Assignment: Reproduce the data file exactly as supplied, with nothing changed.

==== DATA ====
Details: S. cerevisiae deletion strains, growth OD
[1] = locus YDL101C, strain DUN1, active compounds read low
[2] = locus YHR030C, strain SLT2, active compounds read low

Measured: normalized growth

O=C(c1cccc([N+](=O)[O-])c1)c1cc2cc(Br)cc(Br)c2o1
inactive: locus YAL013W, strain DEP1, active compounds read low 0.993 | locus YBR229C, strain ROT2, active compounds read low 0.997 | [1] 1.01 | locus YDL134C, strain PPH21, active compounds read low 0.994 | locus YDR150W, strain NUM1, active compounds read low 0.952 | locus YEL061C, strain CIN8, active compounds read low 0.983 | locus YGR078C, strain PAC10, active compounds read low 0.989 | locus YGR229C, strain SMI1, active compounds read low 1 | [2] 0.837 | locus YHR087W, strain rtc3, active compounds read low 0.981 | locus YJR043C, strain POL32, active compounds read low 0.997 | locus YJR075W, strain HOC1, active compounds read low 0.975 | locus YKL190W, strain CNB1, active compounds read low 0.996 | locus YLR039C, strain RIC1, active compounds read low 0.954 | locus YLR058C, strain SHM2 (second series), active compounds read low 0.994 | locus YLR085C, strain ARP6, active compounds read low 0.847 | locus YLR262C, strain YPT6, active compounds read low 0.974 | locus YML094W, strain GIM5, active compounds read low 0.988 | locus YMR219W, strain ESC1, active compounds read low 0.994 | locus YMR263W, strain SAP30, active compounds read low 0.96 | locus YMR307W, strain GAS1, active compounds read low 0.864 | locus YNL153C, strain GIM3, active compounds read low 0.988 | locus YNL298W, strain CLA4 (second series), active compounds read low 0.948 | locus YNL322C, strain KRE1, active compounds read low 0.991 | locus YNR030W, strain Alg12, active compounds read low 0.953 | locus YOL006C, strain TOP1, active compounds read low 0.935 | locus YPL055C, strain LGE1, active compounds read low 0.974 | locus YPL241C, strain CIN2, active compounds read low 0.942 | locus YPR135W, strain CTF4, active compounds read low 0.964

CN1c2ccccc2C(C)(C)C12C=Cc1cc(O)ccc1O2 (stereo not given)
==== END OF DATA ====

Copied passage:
Details: S. cerevisiae deletion strains, growth OD
[1] = locus YDL101C, strain DUN1, active compounds read low
[2] = locus YHR030C, strain SLT2, active compounds read low

Measured: normalized growth

O=C(c1cccc([N+](=O)[O-])c1)c1cc2cc(Br)cc(Br)c2o1
inactive: locus YAL013W, strain DEP1, active compounds read low 0.993 | locus YBR229C, strain ROT2, active compounds read low 0.997 | [1] 1.01 | locus YDL134C, strain PPH21, active compounds read low 0.994 | locus YDR150W, strain NUM1, active compounds read low 0.952 | locus YEL061C, strain CIN8, active compounds read low 0.983 | locus YGR078C, strain PAC10, active compounds read low 0.989 | locus YGR229C, strain SMI1, active compounds read low 1 | [2] 0.837 | locus YHR087W, strain rtc3, active compounds read low 0.981 | locus YJR043C, strain POL32, active compounds read low 0.997 | locus YJR075W, strain HOC1, active compounds read low 0.975 | locus YKL190W, strain CNB1, active compounds read low 0.996 | locus YLR039C, strain RIC1, active compounds read low 0.954 | locus YLR058C, strain SHM2 (second series), active compounds read low 0.994 | locus YLR085C, strain ARP6, active compounds read low 0.847 | locus YLR262C, strain YPT6, active compounds read low 0.974 | locus YML094W, strain GIM5, active compounds read low 0.988 | locus YMR219W, strain ESC1, active compounds read low 0.994 | locus YMR263W, strain SAP30, active compounds read low 0.96 | locus YMR307W, strain GAS1, active compounds read low 0.864 | locus YNL153C, strain GIM3, active compounds read low 0.988 | locus YNL298W, strain CLA4 (second series), active compounds read low 0.948 | locus YNL322C, strain KRE1, active compounds read low 0.991 | locus YNR030W, strain Alg12, active compounds read low 0.953 | locus YOL006C, strain TOP1, active compounds read low 0.935 | locus YPL055C, strain LGE1, active compounds read low 0.974 | locus YPL241C, strain CIN2, active compounds read low 0.942 | locus YPR135W, strain CTF4, active compounds read low 0.964

CN1c2ccccc2C(C)(C)C12C=Cc1cc(O)ccc1O2 (stereo not given)